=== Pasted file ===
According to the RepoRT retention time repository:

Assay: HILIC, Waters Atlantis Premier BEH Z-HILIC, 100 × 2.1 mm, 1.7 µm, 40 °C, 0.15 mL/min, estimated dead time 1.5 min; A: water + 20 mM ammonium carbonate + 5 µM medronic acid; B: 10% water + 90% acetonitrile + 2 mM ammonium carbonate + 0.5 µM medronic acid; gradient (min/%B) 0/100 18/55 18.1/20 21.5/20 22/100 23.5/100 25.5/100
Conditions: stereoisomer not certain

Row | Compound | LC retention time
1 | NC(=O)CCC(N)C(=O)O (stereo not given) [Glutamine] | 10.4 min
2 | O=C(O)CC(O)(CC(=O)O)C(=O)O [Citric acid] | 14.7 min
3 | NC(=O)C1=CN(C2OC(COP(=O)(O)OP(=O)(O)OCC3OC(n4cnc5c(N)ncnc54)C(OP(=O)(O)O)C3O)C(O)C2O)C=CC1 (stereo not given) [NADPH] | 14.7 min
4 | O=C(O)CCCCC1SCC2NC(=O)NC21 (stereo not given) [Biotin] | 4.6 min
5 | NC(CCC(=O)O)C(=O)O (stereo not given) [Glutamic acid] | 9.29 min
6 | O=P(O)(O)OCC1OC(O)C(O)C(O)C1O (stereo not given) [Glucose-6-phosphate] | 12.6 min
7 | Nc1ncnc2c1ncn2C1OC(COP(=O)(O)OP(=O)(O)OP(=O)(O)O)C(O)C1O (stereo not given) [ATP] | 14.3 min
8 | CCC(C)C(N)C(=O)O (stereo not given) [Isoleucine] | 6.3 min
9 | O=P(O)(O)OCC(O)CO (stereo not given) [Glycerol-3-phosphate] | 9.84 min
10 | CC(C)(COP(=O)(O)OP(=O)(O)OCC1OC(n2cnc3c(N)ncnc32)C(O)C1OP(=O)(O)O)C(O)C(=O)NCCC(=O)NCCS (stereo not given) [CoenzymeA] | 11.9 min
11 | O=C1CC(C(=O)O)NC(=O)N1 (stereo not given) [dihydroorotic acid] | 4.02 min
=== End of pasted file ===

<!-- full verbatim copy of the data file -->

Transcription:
According to the RepoRT retention time repository:

Assay: HILIC, Waters Atlantis Premier BEH Z-HILIC, 100 × 2.1 mm, 1.7 µm, 40 °C, 0.15 mL/min, estimated dead time 1.5 min; A: water + 20 mM ammonium carbonate + 5 µM medronic acid; B: 10% water + 90% acetonitrile + 2 mM ammonium carbonate + 0.5 µM medronic acid; gradient (min/%B) 0/100 18/55 18.1/20 21.5/20 22/100 23.5/100 25.5/100
Conditions: stereoisomer not certain

Row | Compound | LC retention time
1 | NC(=O)CCC(N)C(=O)O (stereo not given) [Glutamine] | 10.4 min
2 | O=C(O)CC(O)(CC(=O)O)C(=O)O [Citric acid] | 14.7 min
3 | NC(=O)C1=CN(C2OC(COP(=O)(O)OP(=O)(O)OCC3OC(n4cnc5c(N)ncnc54)C(OP(=O)(O)O)C3O)C(O)C2O)C=CC1 (stereo not given) [NADPH] | 14.7 min
4 | O=C(O)CCCCC1SCC2NC(=O)NC21 (stereo not given) [Biotin] | 4.6 min
5 | NC(CCC(=O)O)C(=O)O (stereo not given) [Glutamic acid] | 9.29 min
6 | O=P(O)(O)OCC1OC(O)C(O)C(O)C1O (stereo not given) [Glucose-6-phosphate] | 12.6 min
7 | Nc1ncnc2c1ncn2C1OC(COP(=O)(O)OP(=O)(O)OP(=O)(O)O)C(O)C1O (stereo not given) [ATP] | 14.3 min
8 | CCC(C)C(N)C(=O)O (stereo not given) [Isoleucine] | 6.3 min
9 | O=P(O)(O)OCC(O)CO (stereo not given) [Glycerol-3-phosphate] | 9.84 min
10 | CC(C)(COP(=O)(O)OP(=O)(O)OCC1OC(n2cnc3c(N)ncnc32)C(O)C1OP(=O)(O)O)C(O)C(=O)NCCC(=O)NCCS (stereo not given) [CoenzymeA] | 11.9 min
11 | O=C1CC(C(=O)O)NC(=O)N1 (stereo not given) [dihydroorotic acid] | 4.02 min